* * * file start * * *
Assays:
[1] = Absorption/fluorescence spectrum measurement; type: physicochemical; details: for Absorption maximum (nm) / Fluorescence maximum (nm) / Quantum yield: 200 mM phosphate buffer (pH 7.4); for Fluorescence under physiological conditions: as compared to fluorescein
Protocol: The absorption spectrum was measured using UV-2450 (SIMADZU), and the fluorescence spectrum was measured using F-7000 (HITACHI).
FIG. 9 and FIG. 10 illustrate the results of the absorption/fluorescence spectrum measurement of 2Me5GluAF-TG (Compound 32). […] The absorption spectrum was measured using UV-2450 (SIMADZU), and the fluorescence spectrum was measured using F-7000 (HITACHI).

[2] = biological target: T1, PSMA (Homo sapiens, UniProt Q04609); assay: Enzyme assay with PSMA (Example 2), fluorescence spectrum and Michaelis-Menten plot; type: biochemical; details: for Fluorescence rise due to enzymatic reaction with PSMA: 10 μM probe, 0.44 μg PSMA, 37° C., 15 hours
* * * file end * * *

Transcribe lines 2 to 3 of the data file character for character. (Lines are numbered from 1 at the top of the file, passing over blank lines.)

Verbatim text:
[1] = Absorption/fluorescence spectrum measurement; type: physicochemical; details: for Absorption maximum (nm) / Fluorescence maximum (nm) / Quantum yield: 200 mM phosphate buffer (pH 7.4); for Fluorescence under physiological conditions: as compared to fluorescein
Protocol: The absorption spectrum was measured using UV-2450 (SIMADZU), and the fluorescence spectrum was measured using F-7000 (HITACHI).